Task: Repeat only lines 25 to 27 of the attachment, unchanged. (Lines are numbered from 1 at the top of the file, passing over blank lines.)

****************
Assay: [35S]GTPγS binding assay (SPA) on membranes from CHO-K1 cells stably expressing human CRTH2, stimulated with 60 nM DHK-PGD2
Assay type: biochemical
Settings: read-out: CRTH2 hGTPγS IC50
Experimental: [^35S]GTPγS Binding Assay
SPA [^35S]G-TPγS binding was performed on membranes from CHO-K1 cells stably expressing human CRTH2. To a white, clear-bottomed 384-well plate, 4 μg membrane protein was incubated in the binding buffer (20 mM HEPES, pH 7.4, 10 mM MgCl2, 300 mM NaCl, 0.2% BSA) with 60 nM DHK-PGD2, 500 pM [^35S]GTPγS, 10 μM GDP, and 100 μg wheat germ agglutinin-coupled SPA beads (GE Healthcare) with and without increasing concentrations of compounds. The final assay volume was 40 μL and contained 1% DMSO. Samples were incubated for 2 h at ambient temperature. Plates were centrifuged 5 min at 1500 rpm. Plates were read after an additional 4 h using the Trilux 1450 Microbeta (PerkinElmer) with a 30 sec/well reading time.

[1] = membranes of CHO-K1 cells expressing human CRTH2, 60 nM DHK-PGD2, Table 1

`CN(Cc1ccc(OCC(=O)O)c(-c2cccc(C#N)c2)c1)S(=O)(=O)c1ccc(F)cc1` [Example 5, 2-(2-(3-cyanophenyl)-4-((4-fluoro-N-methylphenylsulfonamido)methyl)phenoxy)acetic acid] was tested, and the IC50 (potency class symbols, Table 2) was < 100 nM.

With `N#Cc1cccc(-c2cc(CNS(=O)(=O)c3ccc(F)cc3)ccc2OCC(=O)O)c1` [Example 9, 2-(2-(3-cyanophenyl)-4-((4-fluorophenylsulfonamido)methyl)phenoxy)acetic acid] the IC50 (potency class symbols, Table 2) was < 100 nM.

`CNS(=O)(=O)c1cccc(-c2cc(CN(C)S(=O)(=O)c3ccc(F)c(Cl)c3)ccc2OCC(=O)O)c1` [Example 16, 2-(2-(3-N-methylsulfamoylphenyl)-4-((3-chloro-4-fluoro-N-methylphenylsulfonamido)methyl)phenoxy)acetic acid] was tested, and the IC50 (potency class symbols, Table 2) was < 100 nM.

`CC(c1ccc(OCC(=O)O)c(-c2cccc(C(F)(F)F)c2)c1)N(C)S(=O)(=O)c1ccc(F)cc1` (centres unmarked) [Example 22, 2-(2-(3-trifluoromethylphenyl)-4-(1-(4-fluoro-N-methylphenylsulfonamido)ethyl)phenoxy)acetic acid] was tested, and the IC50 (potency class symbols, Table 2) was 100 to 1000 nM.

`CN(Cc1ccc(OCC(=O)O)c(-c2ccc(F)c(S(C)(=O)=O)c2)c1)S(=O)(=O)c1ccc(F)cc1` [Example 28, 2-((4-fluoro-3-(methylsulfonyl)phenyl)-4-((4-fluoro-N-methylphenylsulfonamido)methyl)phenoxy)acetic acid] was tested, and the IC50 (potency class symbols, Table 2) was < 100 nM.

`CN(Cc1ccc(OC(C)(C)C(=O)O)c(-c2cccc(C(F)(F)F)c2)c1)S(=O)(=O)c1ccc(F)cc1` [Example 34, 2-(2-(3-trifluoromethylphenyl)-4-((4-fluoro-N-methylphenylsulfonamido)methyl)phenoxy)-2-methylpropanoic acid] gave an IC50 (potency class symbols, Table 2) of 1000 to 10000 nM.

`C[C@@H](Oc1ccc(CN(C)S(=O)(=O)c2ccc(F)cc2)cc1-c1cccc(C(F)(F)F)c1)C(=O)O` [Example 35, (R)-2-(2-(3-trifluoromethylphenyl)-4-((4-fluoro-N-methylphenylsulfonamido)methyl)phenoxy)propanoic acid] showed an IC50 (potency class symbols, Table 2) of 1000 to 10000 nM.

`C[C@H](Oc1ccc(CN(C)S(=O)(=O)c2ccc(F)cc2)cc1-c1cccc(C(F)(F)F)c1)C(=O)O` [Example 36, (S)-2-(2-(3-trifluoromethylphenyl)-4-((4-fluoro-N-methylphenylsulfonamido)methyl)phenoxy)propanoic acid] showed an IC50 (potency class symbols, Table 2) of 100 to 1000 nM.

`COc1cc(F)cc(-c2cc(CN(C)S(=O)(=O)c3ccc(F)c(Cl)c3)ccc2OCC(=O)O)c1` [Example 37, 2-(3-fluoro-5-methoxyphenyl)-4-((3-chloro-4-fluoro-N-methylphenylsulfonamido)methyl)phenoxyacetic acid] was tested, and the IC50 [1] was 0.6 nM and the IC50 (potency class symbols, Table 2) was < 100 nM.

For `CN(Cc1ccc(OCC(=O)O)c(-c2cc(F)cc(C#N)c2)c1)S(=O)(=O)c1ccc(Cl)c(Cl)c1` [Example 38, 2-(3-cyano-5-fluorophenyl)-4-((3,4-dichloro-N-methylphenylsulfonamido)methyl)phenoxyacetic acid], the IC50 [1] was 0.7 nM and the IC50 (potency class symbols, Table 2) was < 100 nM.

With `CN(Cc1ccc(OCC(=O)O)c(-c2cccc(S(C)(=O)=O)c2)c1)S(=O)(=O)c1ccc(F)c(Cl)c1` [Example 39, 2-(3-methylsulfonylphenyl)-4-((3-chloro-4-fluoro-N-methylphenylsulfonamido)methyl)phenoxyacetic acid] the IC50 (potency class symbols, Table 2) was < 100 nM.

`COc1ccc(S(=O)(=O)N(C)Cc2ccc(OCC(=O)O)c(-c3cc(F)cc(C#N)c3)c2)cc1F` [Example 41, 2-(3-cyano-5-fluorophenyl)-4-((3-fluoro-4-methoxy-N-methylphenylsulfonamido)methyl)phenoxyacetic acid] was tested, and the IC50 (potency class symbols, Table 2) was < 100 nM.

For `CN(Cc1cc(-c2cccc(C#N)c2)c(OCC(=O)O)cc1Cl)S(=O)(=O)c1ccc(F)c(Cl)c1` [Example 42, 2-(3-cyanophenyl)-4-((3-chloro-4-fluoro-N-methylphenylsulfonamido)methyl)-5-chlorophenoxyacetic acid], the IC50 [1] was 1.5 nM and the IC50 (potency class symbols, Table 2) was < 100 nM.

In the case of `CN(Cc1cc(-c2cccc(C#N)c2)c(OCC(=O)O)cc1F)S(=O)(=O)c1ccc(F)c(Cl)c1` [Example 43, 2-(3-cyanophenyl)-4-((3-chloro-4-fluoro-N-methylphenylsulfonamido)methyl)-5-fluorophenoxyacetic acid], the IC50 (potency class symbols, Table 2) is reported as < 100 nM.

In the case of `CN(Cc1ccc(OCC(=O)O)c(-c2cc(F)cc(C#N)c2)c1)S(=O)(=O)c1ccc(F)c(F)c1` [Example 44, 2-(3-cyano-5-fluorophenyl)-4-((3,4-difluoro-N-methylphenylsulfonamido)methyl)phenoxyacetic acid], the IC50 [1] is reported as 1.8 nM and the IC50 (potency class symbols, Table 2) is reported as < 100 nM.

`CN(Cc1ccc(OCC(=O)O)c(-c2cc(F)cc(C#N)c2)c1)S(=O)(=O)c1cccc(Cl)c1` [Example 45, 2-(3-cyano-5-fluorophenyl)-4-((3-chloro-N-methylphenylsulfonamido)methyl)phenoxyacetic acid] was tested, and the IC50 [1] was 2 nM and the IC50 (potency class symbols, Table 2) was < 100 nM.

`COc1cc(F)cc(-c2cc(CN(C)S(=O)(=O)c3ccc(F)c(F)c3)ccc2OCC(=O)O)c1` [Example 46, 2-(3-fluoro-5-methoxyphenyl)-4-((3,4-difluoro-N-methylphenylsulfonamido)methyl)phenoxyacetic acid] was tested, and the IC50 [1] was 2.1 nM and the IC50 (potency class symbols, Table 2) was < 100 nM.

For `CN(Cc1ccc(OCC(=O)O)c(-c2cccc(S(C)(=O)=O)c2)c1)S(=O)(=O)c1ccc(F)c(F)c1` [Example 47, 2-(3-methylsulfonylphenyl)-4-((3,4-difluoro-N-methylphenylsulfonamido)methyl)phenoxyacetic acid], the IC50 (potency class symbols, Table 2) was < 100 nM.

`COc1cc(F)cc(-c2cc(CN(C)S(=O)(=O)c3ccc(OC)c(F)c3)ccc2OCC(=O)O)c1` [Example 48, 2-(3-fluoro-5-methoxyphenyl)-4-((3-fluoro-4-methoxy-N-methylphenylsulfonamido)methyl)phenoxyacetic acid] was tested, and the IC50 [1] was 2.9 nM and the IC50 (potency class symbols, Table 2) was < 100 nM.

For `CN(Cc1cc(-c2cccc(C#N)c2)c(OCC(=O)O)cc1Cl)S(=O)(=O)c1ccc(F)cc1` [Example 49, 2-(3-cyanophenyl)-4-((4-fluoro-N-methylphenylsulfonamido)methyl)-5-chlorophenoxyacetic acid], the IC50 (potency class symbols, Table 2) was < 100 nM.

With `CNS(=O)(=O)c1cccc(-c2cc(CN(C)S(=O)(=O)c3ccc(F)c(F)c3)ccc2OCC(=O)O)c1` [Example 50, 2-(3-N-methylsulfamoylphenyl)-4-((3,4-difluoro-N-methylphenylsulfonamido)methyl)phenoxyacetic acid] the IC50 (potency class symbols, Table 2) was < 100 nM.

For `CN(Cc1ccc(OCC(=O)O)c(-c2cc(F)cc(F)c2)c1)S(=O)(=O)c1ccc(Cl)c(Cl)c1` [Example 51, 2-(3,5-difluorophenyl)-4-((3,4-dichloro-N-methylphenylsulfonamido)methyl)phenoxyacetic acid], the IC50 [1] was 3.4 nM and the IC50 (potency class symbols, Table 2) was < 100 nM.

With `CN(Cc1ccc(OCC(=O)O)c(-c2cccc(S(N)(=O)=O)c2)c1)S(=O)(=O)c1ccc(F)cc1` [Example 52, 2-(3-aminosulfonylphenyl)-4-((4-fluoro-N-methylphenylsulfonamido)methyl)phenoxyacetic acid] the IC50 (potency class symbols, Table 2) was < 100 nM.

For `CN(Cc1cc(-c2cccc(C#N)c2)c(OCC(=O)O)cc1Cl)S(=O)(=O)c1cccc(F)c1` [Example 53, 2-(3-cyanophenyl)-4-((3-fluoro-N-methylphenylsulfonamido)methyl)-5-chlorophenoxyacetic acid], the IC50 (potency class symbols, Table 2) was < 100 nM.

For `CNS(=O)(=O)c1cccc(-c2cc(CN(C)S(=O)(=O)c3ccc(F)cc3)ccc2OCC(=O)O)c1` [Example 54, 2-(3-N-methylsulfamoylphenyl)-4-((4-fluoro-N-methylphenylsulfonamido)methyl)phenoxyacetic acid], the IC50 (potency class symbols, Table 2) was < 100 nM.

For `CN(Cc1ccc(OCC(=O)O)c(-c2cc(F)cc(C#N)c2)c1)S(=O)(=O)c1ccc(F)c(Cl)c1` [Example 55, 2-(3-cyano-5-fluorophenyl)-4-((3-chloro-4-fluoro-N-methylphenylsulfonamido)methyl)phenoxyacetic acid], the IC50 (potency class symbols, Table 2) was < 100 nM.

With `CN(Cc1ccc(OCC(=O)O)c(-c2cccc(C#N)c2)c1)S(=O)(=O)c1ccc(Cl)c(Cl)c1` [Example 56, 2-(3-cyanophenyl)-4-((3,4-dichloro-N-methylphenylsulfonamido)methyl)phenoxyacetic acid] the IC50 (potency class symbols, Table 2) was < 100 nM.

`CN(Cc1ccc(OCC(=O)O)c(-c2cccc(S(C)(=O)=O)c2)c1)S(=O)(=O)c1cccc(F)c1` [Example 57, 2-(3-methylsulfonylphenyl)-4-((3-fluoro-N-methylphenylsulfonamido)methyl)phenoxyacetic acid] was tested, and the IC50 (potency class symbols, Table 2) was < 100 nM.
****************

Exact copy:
`COc1cc(F)cc(-c2cc(CN(C)S(=O)(=O)c3ccc(OC)c(F)c3)ccc2OCC(=O)O)c1` [Example 48, 2-(3-fluoro-5-methoxyphenyl)-4-((3-fluoro-4-methoxy-N-methylphenylsulfonamido)methyl)phenoxyacetic acid] was tested, and the IC50 [1] was 2.9 nM and the IC50 (potency class symbols, Table 2) was < 100 nM.

For `CN(Cc1cc(-c2cccc(C#N)c2)c(OCC(=O)O)cc1Cl)S(=O)(=O)c1ccc(F)cc1` [Example 49, 2-(3-cyanophenyl)-4-((4-fluoro-N-methylphenylsulfonamido)methyl)-5-chlorophenoxyacetic acid], the IC50 (potency class symbols, Table 2) was < 100 nM.

With `CNS(=O)(=O)c1cccc(-c2cc(CN(C)S(=O)(=O)c3ccc(F)c(F)c3)ccc2OCC(=O)O)c1` [Example 50, 2-(3-N-methylsulfamoylphenyl)-4-((3,4-difluoro-N-methylphenylsulfonamido)methyl)phenoxyacetic acid] the IC50 (potency class symbols, Table 2) was < 100 nM.